Top tips - Dubai: What is the best way to present your case using the technology available during this time of global pandemic?
Most of us are still working from home regularly as part of the aftermath of the Covid-19 restrictions and as a result, remote hearings have become a way of life for now at least.
a) Co-operate with opposing Counsel. Parties should pro-actively co-operate with one another and seek to agree practical considerations for hearings. Parties should focus on agreeing as much as possible in advance of a hearing (e.g. on procedural matters) so as to narrow the areas of dispute and the length of a remote hearing. Parties should cooperate with and help each other as that will help the Tribunal or Judge.
b) Keep bundles electronic, as brief as possible and searchable. Having hearing bundles that run into multiple hard copy volumes and are not easy to navigate, will slow the hearing down and it will not be possible to hand up any pages that are missing (not that any pages should be missing...) Having a single electronic bundle will avoid this. It will also be easier to navigate and, if put into a searchable form, it will be easier to find key documents quickly.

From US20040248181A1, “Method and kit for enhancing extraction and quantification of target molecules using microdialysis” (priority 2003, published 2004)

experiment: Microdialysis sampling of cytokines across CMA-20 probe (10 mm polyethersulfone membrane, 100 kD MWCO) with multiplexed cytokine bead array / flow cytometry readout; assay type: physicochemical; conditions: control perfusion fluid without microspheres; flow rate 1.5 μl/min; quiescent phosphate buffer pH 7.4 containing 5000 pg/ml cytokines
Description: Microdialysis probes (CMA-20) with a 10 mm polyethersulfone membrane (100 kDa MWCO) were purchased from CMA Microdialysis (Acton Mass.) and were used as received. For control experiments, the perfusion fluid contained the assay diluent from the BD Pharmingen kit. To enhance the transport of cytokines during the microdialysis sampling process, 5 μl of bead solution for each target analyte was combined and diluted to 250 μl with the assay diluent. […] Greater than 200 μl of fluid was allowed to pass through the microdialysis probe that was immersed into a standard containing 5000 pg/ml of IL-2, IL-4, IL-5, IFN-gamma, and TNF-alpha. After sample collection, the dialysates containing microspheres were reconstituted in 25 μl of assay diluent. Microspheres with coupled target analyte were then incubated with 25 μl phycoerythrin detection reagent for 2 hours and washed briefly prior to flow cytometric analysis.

c) Slow down, do not interrupt and use mute. This is obvious but worth saying. It can be harder to present your case over video or the telephone than in person. Slow down and allow for delays on the line. Keeping the hearing as brief as possible and allowing for regular breaks also helps. Do not interrupt your opponent as that is a basic courtesy. Use mute so as to avoid papers rustling in the background interrupting matters.
d) Have a trial run. Consider having a trial run prior to the hearing date with the Court/ Arbitration Centre's proposed technology in order to avoid any unnecessary delays on the day of the hearing and to ensure everyone is familiar with the technology.
e) Communication within your team during the hearing. Clearly circulating notes and instructions between the team is not possible when you are not in the same room. SMS, WhatsApp and email are fine substitutes.
f) Resist the temptation to take advantage. Parties should resist the temptation to take advantage of the present circumstances. In light of the growing body of evidence as to the efficacy of remote hearings and trials, applications to adjourn or otherwise delay are unlikely to be well received if the sole basis for that application is a resistance to a hearing taking place remotely.